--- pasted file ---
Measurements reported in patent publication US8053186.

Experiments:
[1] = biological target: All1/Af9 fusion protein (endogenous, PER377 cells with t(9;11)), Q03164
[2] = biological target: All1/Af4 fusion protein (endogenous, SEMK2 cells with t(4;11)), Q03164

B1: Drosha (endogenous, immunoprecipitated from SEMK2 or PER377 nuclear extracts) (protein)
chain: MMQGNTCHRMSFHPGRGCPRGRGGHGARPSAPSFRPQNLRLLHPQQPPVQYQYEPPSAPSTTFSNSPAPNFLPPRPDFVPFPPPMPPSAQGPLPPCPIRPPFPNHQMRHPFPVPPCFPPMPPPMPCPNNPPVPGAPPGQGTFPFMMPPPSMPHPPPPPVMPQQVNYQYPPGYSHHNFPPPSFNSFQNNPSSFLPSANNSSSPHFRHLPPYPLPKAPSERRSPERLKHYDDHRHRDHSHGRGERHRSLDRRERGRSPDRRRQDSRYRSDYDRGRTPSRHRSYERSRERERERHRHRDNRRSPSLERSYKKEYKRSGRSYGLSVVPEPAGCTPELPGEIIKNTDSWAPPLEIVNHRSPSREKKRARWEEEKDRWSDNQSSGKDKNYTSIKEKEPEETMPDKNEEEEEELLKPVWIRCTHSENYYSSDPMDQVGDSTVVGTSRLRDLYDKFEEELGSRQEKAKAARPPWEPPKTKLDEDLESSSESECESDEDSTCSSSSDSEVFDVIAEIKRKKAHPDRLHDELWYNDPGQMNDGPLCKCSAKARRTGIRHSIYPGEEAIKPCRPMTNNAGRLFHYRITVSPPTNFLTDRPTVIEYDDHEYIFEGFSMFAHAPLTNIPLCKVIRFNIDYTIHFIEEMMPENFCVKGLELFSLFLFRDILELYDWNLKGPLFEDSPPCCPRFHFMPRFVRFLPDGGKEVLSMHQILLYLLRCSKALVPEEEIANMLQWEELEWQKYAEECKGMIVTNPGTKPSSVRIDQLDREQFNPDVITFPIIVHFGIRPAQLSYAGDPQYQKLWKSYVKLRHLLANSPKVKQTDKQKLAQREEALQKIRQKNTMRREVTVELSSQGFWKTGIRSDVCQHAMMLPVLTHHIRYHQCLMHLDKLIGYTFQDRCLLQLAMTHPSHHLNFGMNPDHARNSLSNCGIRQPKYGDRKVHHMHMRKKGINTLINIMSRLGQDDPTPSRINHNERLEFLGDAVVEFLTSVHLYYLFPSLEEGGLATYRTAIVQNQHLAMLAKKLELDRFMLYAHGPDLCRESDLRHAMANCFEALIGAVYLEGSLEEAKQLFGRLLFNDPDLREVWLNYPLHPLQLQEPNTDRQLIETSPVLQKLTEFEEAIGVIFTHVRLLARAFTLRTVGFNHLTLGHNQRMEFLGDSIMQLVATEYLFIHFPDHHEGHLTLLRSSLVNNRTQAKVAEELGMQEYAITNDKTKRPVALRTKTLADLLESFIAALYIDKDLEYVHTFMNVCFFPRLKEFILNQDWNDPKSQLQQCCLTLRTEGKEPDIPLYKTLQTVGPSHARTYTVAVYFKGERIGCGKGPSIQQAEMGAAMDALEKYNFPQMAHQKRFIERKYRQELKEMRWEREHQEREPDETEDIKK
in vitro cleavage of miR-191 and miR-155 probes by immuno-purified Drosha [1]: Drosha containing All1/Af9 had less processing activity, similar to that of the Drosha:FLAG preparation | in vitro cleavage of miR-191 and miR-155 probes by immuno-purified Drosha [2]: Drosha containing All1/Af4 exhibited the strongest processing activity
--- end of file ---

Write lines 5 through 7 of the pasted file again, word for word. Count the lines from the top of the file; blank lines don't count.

B1: Drosha (endogenous, immunoprecipitated from SEMK2 or PER377 nuclear extracts) (protein)
chain: MMQGNTCHRMSFHPGRGCPRGRGGHGARPSAPSFRPQNLRLLHPQQPPVQYQYEPPSAPSTTFSNSPAPNFLPPRPDFVPFPPPMPPSAQGPLPPCPIRPPFPNHQMRHPFPVPPCFPPMPPPMPCPNNPPVPGAPPGQGTFPFMMPPPSMPHPPPPPVMPQQVNYQYPPGYSHHNFPPPSFNSFQNNPSSFLPSANNSSSPHFRHLPPYPLPKAPSERRSPERLKHYDDHRHRDHSHGRGERHRSLDRRERGRSPDRRRQDSRYRSDYDRGRTPSRHRSYERSRERERERHRHRDNRRSPSLERSYKKEYKRSGRSYGLSVVPEPAGCTPELPGEIIKNTDSWAPPLEIVNHRSPSREKKRARWEEEKDRWSDNQSSGKDKNYTSIKEKEPEETMPDKNEEEEEELLKPVWIRCTHSENYYSSDPMDQVGDSTVVGTSRLRDLYDKFEEELGSRQEKAKAARPPWEPPKTKLDEDLESSSESECESDEDSTCSSSSDSEVFDVIAEIKRKKAHPDRLHDELWYNDPGQMNDGPLCKCSAKARRTGIRHSIYPGEEAIKPCRPMTNNAGRLFHYRITVSPPTNFLTDRPTVIEYDDHEYIFEGFSMFAHAPLTNIPLCKVIRFNIDYTIHFIEEMMPENFCVKGLELFSLFLFRDILELYDWNLKGPLFEDSPPCCPRFHFMPRFVRFLPDGGKEVLSMHQILLYLLRCSKALVPEEEIANMLQWEELEWQKYAEECKGMIVTNPGTKPSSVRIDQLDREQFNPDVITFPIIVHFGIRPAQLSYAGDPQYQKLWKSYVKLRHLLANSPKVKQTDKQKLAQREEALQKIRQKNTMRREVTVELSSQGFWKTGIRSDVCQHAMMLPVLTHHIRYHQCLMHLDKLIGYTFQDRCLLQLAMTHPSHHLNFGMNPDHARNSLSNCGIRQPKYGDRKVHHMHMRKKGINTLINIMSRLGQDDPTPSRINHNERLEFLGDAVVEFLTSVHLYYLFPSLEEGGLATYRTAIVQNQHLAMLAKKLELDRFMLYAHGPDLCRESDLRHAMANCFEALIGAVYLEGSLEEAKQLFGRLLFNDPDLREVWLNYPLHPLQLQEPNTDRQLIETSPVLQKLTEFEEAIGVIFTHVRLLARAFTLRTVGFNHLTLGHNQRMEFLGDSIMQLVATEYLFIHFPDHHEGHLTLLRSSLVNNRTQAKVAEELGMQEYAITNDKTKRPVALRTKTLADLLESFIAALYIDKDLEYVHTFMNVCFFPRLKEFILNQDWNDPKSQLQQCCLTLRTEGKEPDIPLYKTLQTVGPSHARTYTVAVYFKGERIGCGKGPSIQQAEMGAAMDALEKYNFPQMAHQKRFIERKYRQELKEMRWEREHQEREPDETEDIKK
in vitro cleavage of miR-191 and miR-155 probes by immuno-purified Drosha [1]: Drosha containing All1/Af9 had less processing activity, similar to that of the Drosha:FLAG preparation | in vitro cleavage of miR-191 and miR-155 probes by immuno-purified Drosha [2]: Drosha containing All1/Af4 exhibited the strongest processing activity